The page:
Cheers to The Queensland Pineapple. Certainly one of the most colorful magazines you can find online, that praises children’s creativity. It is well put together and shows much respect for the published works. Kudos to Vivienne Lang for this Australian initiative. Of course, we are curious to know whether the originals are preserved.
Three Hamilton (CANADA) institutions team up to present Artasia #ArtPark in a few days. Produced by Culture for Kids in the Arts (CKA), in partnership with a research team from McMaster University, the virtual reality #ArtPark will be presented at this year’s annual Supercrawl festival.
We will visit it because it is nearby and CKA says that this project “culminates in a 3D virtual park, housing the vision of more than 500 kids from around the region.”
If you do not know the program Roots of Empathy yet, make sure to check it out and to follow them online. The program brings parent-baby bounding time into the classroom, where students learn about emotions and gain insights about themselves and the world we live in. From these encounters spring awesome drawings and quotes too. See for yourself on ROE’s YouTube channel. Let’s hope, for all of us, that the original drawings and quotes made over the years will be preserved.
The city of Port St. Lucie, Florida published a book to raise awareness on water conservation. They got students to illustrate it and they were happy to indulge. Children can and will contribute, if we let them to. Let’s hope that they will think of preserving the original drawings too.
One of our founding member, Liliane Masengo, is not only a respected teacher but also the author of a book on human rights for children: Il était une fois les droits de l’homme. The book is available online, for example from Barnes & Noble.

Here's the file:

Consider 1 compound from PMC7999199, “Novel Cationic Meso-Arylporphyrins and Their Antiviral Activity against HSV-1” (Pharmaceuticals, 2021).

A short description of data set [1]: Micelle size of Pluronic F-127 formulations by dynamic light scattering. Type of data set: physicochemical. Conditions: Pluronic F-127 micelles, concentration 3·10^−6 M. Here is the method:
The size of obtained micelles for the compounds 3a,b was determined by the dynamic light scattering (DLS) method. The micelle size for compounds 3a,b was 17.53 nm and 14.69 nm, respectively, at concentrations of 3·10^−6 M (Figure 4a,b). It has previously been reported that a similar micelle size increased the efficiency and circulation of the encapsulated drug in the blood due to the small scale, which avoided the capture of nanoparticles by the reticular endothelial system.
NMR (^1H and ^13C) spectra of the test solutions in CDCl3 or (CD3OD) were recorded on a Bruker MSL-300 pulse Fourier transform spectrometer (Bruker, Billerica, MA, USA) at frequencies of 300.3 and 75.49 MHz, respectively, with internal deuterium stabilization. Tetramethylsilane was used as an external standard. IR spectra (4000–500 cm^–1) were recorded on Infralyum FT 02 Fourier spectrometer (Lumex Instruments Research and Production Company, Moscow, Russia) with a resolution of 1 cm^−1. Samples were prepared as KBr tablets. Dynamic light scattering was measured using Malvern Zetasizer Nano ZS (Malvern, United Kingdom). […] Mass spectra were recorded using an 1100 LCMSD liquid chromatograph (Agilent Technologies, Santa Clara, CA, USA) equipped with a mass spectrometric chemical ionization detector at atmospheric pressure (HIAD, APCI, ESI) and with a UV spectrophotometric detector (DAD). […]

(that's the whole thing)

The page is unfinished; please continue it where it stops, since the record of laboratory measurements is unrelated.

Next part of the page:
Liliane belongs to a little known group of teachers who have left there mark on literature about the place of children in society and children’s experiences. Another good example is the hundred-year-old book by Alice Descoeudres: L’enfant, le militaire et la guerre. This book can be viewed online, thanks to the Archives Institut Jean-Jacques Rousseau, at Université de Genève.
For interesting and visually pleasing articles, visit this English section of the online magazine Naître et grandir.
Books published for simply enjoying children drawings and words for their own sake, are rare. There is a need for more of them and Vote For Love proves it. First published in 1976 by the late British actor, film director producer and novelist Bryan Forbes, and compiled by his wife and actress Nanette Newman, the cherished book is still on the market (online anyway) some forty plus years later.
At CDIC-CIDE, we long to know… Were any of the originals saved? We will ask around and let everyone know if there is time to rejoice.
Make sure to share with us on Instagram. It is a good way to show and share what is out there. If you see something that you think should be part of our collection, please say so and share a link to our website. Our volunteer blogger Josh will be glad to share or follow your posts.
There are numerous personal and professional experiences over the past 50 years that have motivated the creation of our Collection. Some may ask why we called it “Children’s Design” instead of “Children’s Art”? One of the reasons has to do with the notion of intention. This most interesting article by Dr. Heather Malin is an excellent read for understanding what motivated us in the first place: Making Meaningful: Intention in Children’s Art Making